Previous Article Next Article The fast-paced staffing process of an e-ventureYourTown covers new ground in recruitmentCarlo Donne Carlo Donne is CEO of YourTown-Today.com, a network of sites featuring a directory of local businesses. If you’re looking for a plumber in Edinburgh, for instance, you go to www.edinburgh-today.com and search for one. There are currently 47 towns covered in the UK and the company is moving into Europe. Donne came up with the idea for YourTown last November and 11 days later applied for venture capital. PT There wasn’t much time between coming up with the idea for YourTown and having to staff up. How quickly did you have to put the workforce together? CD This is certainly the fastest business growth I have ever experienced. In December the three founding directors worked on the feasibility and by the end of the month founded the company with three staff. By the time of the launch of our first city web site, Edinburgh, on 23 March, we had 12 staff. We now have 31.PT What is the strategy for staffing YourTown?CD Our strategy is to recruit the best talent and maintain a lean, flexible and enthusiastic staff. The three founding directors all have successful entrepreneurial backgrounds. First we recruited the key management team consisting of a financial controller, technical director, head of design, business development director and head of marketing. Next came technical and design staff and the sales team. We are not big enough to need an HR specialist so we split the functions. Our financial controller manages contracts of employment and health and safety issues. Line managers recruit and train staff. Our senior managers recruit direct sales staff.PT What are your plans to grow the workforce?CD Our plans involve expanding the national network of city sites from 47 to 115 next year. To do this we will adopt a franchise model, keeping a small headquarters for staff to co-ordinate the network. Most staff would therefore be employed by the franchisees.PT What difficulties did you face staffing YourTown?CD Finding the senior management team was largely a case of contacting former colleagues and explaining the opportunities. Scotland has a good supply of technical and design staff, both those still at university and those already in jobs. Getting the number of technical and design staff to match the company growth plans might have been a problem, but going the franchise route means that this expertise can be recruited locally across the country and, like any other organisation, we will always be looking out for good sales people.PT How do you keep the younger staff motivated: have you implemented any bonus/incentive schemes? And what is your retention strategy?CD We do seem to have a split between the experienced senior managers and the younger, largely technical and design staff. The younger staff are motivated by a combination of a wide job specification, the thrill of working for a new company, involvement in decisions, the demands of new technology and the culture of the firm which reflects the exciting pace of the industry. Our designers have the added challenge of working direct with customers when designing a new site. We are developing a Stock Option Scheme for all staff. Our retention strategy relies on providing challenging and exciting jobs with competitive rates of pay.PT Do you use on-line recruitment sites and what do you think of them?CD We have used Recruitment Scotland and our own sites to attract sales people. We also use regional newspapers and have found this to be most effective. But recruitment sites are the way of the future, particularly as more homes become Web-enabled.PT What’s next? We have just launched Student-today.com, an information portal for UK students. We have other niche sites on the drawing board. Plans are also being developed for expansion into continental Europe, Australia and New Zealand. Related posts:No related photos. Comments are closed. e-biz: 5-minutes Q&AOn 17 Oct 2000 in Personnel Today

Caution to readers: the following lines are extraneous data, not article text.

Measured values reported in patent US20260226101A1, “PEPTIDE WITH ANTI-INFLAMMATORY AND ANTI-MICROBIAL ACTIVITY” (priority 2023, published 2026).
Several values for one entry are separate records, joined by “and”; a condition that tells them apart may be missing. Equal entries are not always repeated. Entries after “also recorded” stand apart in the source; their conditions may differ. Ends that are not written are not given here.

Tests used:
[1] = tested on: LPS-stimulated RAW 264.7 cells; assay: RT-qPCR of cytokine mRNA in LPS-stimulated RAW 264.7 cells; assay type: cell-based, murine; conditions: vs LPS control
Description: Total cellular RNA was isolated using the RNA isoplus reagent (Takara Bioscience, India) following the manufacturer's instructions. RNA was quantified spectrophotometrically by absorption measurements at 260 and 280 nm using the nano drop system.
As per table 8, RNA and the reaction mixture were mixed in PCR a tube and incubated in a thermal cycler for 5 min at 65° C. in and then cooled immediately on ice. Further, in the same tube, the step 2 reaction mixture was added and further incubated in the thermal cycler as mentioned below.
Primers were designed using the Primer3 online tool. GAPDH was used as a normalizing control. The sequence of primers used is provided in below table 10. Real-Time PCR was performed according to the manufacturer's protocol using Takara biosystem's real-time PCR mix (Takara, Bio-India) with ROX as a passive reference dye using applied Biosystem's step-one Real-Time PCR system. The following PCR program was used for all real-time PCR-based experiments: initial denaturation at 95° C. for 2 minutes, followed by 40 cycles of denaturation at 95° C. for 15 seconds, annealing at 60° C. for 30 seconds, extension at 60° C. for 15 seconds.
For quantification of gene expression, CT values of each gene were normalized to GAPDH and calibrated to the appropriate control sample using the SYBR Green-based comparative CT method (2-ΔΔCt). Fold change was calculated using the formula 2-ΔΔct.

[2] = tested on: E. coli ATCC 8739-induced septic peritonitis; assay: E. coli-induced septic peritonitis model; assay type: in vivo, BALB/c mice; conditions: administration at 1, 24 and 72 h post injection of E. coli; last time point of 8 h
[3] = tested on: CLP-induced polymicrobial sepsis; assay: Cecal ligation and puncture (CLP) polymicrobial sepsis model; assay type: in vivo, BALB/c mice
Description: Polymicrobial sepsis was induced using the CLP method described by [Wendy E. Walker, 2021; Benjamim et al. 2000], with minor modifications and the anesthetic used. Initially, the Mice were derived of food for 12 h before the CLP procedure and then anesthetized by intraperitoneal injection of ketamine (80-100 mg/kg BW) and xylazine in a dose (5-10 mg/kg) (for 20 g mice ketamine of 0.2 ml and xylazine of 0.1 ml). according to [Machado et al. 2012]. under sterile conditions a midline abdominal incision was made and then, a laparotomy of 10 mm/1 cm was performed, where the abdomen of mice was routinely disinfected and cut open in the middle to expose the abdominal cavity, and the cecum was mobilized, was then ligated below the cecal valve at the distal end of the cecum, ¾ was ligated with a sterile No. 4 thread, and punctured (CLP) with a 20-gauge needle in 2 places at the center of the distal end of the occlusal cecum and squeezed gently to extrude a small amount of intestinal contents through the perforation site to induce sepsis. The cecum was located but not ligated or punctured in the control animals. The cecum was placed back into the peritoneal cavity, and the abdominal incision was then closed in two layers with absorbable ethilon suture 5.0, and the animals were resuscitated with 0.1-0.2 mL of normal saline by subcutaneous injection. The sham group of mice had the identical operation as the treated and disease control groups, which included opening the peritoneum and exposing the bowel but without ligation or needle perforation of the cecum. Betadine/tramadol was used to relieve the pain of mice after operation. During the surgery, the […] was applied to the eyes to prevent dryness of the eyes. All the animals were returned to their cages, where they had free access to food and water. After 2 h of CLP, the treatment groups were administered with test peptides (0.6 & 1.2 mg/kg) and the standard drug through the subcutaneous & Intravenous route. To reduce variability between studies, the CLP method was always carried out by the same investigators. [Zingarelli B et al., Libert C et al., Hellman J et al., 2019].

Related posts:No related photos. Comments are closed. Clear policy vital for disciplinary actionOn 1 Nov 2000 in Personnel Today Unauthorised use of the Internet can no longer be ignored, as the sackingsat Merrill Lynch and Orange have shown. But taking action is not easy, givenconcerns over monitoring and unfair dismissal. So how do employers tackle theproblem?Christine Freestone Director of human resources and legal services, Newham College ofFurther Education Internet misuse is something we take very seriously at Newham College. Weaccept that staff will occasionally surf the Net at work for fun – in my viewit is no different from taking a minute or two to glance at the paper or make aquick personal phone call. However, accessing offensive or pornographicmaterial is a very different matter. The college has no wish to pry into employees’ private affairs or interestsoutside work. We respect employees’ privacy as far as possible, but at the sametime we have a duty to all our staff to foster a working environment which isnon-threatening and non-discriminatory. We have a diverse workforce and we wanteveryone to feel comfortable at work. This means that we simply can’t condonethis sort of material being accessed and downloaded anywhere in the college.Allowing a small minority to access offensive or pornographic material wouldjeopardise the workplace environment for everyone else. My view is that the key to managing Internet use is having a good Internetpolicy, which is rolled out to all staff with Internet access. We are currentlyimplementing such a policy at the college. If the policy clearly sets out whatsort of use is unacceptable, most employees will comply with these rules andthe incidence of Internet misuse will be reduced to a minimum. An additionalbenefit from an employer’s perspective is that a good policy forms a basis forany disciplinary action which may be necessary. I’m glad to say that occasionswhere employees at the college have accessed this sort of material on theInternet have been very rare, but our policy would be always to takeappropriate action. If disciplinary action was justified in the circumstancesand necessary to protect other staff and the college’s working environment, thenthis is what we would do. I can certainly envisage situations when dismissalwould be appropriate, but we would consider each case on its merits. Bruce Warman Director of personnel, Vauxhall Motors All our 1700 staff and subcontractors have Internet access. We have had nomajor problems, but we are aware of the need to remind people of what isconsidered appropriate use. As a result we launched a revised policy and planto refresh the guidelines every three months as things develop. It is importantthat offensive material is not distributed: apart from distressing recipientswe do not wish our company name to be associated with it. In extreme cases ofmisuse there could be an argument for dismissal. However, it is important notto impose too rigid a system which prevents people exploring the power of theInternet and becoming familiar with its potential as a tool.Janet CumnerDeputy head of human resources, National Police TrainingWe are very fortunate to have detailed policy guidance from our parentdepartment, the Home Office.There is a general prohibition on visiting, viewing or downloading anymaterial from a web site containing sexual or illegal material which isoffensive in any way. If an employee fails to comply, this might mean that theorganisation takes disciplinary action or dismisses them, depending on thegravity of the offence and the intent behind it.Employee awareness of the sanctions is a very important means of prevention.But it is acknowledged that accidental access may occur. On such occasionsstaff are required to leave the web site immediately and inform management.Roger Minton Head of human resources, Blackwell ScienceWhile our company policy allows “limited personal use” of e-mailand the Internet our policy makes it clear that downloading information whichcould cause offence is unacceptable. The Human Rights Act strengthens the casefor outlawing the accessing of obscene or offensive material. How could acompany take anything other than a serious line with people who are accessingsuch information in an environment where it could easily fall into the wronghands? Once one has stated the seriousness of this behaviour, it could easilyconstitute gross misconduct. Therefore the policy would have to be communicatedeffectively, and signed by all employees.Sue Simons Director of personnel, Avis Europe We have had a policy governing the correct use of our systems for manyyears. However, such policies have to be updated to keep abreast of the changingsituation – a process which is currently underway within the company. We would come down very hard on any employee, for example, whose activitiesinfringed the law; brought the company’s reputation into disrepute; involveddefamatory or offensive material; involved personal business use; orcompromised the security or operation of the company’s electroniccommunications systems. Previous Article Next Article